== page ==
Preferred stock is not issued by all companies. It is called "preferred" because its holders receive available dividend payments before common stockholders, and they also receive payments from liquidation of assets before common stockholders if the company must declare bankruptcy. There are several types of preferred stock:

• Cumulative preferred stock: If a corporation fails to pay the full dividend on its preferred stock, all preferred dividends are considered to be in arrears and must be paid to holders of cumulative preferred stock before common stockholders receive their dividends.

For example, if the preferred stock pays a 6% yield, but the company has only paid \$2 per share for the past two years, it will owe shareholders a total of \$14 in the third year:
That is, Year1 (\$6 owed - \$2 paid) + Year2 (\$6 owed - \$2 paid) + Year3 (\$6).

• Convertible preferred stock: Convertible preferred stock can be exchanged for common stock at a specific price and at the discretion of the shareholder. When this occurs, the value of the common stock for which the preferred stock is exchanged is called the conversion price. If the par value of the preferred stock is \$100 and the conversion price is \$20, the conversion ratio is 5-to-1. That is, the preferred shareholder would receive five shares of common stock.

It is advantageous for the shareholder to convert to common stock above the conversion price. Note, though, that convertible preferred stock pays a lower dividend than other types of preferred stock because it has the convertible feature. Still, the convertible preferred shareholder has the advantage of receiving a higher dividend payment than common stock affords, while at the same time owning the ability to convert to common stock to take advantage of capital appreciation.

Make sure you can distinguish between conversion price and conversion ratio and you know how to calculate the conversion ratio! The conversion ratio equation is the same for convertible bonds and convertible stocks:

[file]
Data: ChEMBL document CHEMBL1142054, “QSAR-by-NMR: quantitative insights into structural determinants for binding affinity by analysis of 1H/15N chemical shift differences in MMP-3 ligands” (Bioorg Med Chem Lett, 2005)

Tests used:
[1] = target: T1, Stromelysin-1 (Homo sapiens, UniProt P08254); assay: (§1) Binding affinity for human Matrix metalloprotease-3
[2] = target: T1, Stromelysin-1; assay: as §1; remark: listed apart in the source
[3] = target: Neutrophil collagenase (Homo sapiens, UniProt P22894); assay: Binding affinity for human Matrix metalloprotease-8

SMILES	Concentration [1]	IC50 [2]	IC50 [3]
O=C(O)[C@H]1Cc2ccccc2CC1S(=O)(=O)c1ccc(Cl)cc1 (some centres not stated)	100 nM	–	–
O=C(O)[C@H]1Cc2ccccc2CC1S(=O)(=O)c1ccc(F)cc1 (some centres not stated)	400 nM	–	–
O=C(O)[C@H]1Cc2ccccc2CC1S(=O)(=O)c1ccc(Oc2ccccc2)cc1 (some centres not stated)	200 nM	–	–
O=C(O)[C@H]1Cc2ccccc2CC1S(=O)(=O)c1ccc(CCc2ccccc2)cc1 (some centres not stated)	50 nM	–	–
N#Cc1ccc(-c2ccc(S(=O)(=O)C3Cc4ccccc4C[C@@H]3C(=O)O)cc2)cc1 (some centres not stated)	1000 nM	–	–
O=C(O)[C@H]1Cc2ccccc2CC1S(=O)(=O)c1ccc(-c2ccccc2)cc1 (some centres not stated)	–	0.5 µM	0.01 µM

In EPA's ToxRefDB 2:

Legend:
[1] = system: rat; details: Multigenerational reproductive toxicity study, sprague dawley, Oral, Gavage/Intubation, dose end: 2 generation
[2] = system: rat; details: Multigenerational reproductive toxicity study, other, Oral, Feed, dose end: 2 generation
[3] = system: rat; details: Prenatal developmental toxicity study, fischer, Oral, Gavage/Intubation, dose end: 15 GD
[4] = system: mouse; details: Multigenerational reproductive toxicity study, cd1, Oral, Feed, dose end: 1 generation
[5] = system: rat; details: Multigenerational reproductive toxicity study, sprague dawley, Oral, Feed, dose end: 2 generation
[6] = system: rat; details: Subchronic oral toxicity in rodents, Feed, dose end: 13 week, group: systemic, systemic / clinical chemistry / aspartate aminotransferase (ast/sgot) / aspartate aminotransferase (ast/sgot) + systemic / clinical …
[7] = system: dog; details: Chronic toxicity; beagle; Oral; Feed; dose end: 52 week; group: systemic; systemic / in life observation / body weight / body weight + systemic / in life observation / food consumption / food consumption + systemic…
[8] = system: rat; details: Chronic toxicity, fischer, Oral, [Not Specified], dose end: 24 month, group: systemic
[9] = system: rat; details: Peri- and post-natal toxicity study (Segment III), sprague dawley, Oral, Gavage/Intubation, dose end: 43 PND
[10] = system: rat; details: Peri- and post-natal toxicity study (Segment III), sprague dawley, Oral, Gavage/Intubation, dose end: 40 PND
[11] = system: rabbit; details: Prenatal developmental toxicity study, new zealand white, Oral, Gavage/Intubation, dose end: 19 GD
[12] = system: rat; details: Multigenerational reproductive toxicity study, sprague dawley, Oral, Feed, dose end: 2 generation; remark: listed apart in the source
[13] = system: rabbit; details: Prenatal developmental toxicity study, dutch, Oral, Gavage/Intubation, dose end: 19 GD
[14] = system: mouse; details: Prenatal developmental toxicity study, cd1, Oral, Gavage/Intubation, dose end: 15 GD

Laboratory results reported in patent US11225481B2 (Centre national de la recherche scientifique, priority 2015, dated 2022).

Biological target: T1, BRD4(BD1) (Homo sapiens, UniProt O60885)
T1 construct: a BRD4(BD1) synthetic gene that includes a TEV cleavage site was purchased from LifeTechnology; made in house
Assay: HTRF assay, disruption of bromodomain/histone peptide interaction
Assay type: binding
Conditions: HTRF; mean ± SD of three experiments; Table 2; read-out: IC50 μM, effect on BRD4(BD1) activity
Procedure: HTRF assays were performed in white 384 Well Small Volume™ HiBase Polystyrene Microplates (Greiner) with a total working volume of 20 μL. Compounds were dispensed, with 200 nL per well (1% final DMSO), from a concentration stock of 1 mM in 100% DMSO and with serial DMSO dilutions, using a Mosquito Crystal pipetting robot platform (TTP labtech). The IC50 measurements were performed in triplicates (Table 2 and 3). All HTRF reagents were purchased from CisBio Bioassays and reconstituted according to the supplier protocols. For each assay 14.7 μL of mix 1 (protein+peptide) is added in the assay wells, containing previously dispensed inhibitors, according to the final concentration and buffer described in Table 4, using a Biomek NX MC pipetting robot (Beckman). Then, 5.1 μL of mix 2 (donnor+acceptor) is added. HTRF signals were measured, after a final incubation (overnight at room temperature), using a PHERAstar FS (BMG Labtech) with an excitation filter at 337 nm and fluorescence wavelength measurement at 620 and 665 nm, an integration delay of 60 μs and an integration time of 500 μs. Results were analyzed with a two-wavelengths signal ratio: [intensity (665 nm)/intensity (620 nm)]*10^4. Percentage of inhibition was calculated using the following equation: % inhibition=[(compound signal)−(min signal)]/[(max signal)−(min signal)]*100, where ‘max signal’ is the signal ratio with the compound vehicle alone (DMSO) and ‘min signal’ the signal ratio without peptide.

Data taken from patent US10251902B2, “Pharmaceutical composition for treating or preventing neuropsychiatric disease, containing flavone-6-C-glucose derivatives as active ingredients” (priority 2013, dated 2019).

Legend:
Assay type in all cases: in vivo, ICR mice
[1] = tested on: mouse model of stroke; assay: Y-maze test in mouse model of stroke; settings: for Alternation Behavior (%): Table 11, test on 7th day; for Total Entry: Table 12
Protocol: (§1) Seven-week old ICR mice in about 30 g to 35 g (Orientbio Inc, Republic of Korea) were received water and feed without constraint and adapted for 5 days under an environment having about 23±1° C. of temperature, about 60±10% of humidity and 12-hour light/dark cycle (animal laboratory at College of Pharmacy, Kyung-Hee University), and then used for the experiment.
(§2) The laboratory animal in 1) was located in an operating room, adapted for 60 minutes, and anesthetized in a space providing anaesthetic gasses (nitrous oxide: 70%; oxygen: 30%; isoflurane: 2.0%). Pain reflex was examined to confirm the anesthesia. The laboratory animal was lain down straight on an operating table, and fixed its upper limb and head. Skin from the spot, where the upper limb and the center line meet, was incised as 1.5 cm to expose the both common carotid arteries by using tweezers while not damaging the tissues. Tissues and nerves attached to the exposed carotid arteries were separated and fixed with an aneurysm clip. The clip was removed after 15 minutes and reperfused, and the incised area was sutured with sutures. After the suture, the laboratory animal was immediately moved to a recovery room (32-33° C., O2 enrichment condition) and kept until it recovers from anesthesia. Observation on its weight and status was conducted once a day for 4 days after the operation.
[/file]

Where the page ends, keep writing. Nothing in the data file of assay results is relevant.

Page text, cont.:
Conversion ratio = Par Value
Conversion price
For more information on the potential benefits of convertible preferred shares and determining the profits of converting and the conversion premium, refer to the article Introduction to Convertible Preferred Shares.

• Callable preferred stock: When a company issues callable preferred stock, it has the right to repurchase the stock, or call it, at a specific price in the future. This price, called the call price, is usually higher than the stock's par value, in order to give investors an incentive to buy the stock.
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• Participating preferred stock: This type of preferred stock pays the holder a higher dividend above and beyond a certain level of its common dividend when a company has extremely good earnings in a given year. For example, a stock might normally pay a 4% preferred dividend, but it is participating up to 7%. In this instance, the shareholder would receive 4% until the common stock dividend reached a predetermined level, at which time the participating preferred stockÂ wouldÂ receive an additional dividend amount by participating in the common stock dividend until the dividend reached 7% of the par value.of the preferred.
 Exam Tips and Tricks You will be tested on the different types of preferred stock. Tag the descriptive name of each one to the concept behind the stock issue.

Order of Payment Upon Bankruptcy
Now that we've discussed all of the securities issued by a corporation, let's review using a commonly cited topic: order of payment upon bankruptcy. When a company declares bankruptcy and its assets are liquidated, the order in which various entities receive their monies is as follows:

1. Wages owed to employees
2. IRS (taxes)
3. Secured debt
4. Unsecured debt and general creditors
5. Subordinated debt
6. Preferred stockholders
7. Common stockholders
 Exam Tips and Tricks On the Series 6 exam you may be asked to identify which investment holder is paid first or last in the event of a company's bankruptcy.

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Other Types of Equity Securities

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